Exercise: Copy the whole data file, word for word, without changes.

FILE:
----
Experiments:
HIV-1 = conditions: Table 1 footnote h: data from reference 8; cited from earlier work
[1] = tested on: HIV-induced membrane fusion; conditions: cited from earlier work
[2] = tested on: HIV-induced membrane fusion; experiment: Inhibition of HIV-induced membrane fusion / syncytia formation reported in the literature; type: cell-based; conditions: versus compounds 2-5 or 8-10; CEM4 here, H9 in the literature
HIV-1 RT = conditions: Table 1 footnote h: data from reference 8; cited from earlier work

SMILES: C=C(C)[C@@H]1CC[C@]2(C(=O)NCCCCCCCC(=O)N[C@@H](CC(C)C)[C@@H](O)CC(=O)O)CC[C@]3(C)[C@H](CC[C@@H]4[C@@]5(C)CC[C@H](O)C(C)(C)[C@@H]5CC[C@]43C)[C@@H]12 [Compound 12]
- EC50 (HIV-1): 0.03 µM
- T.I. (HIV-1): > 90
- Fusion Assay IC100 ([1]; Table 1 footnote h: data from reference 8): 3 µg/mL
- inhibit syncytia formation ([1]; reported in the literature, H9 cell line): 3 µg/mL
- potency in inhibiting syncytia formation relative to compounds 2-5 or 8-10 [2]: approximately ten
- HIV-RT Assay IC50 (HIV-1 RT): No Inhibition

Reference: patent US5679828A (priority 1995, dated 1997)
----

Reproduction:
Experiments:
HIV-1 = conditions: Table 1 footnote h: data from reference 8; cited from earlier work
[1] = tested on: HIV-induced membrane fusion; conditions: cited from earlier work
[2] = tested on: HIV-induced membrane fusion; experiment: Inhibition of HIV-induced membrane fusion / syncytia formation reported in the literature; type: cell-based; conditions: versus compounds 2-5 or 8-10; CEM4 here, H9 in the literature
HIV-1 RT = conditions: Table 1 footnote h: data from reference 8; cited from earlier work

SMILES: C=C(C)[C@@H]1CC[C@]2(C(=O)NCCCCCCCC(=O)N[C@@H](CC(C)C)[C@@H](O)CC(=O)O)CC[C@]3(C)[C@H](CC[C@@H]4[C@@]5(C)CC[C@H](O)C(C)(C)[C@@H]5CC[C@]43C)[C@@H]12 [Compound 12]
- EC50 (HIV-1): 0.03 µM
- T.I. (HIV-1): > 90
- Fusion Assay IC100 ([1]; Table 1 footnote h: data from reference 8): 3 µg/mL
- inhibit syncytia formation ([1]; reported in the literature, H9 cell line): 3 µg/mL
- potency in inhibiting syncytia formation relative to compounds 2-5 or 8-10 [2]: approximately ten
- HIV-RT Assay IC50 (HIV-1 RT): No Inhibition

Reference: patent US5679828A (priority 1995, dated 1997)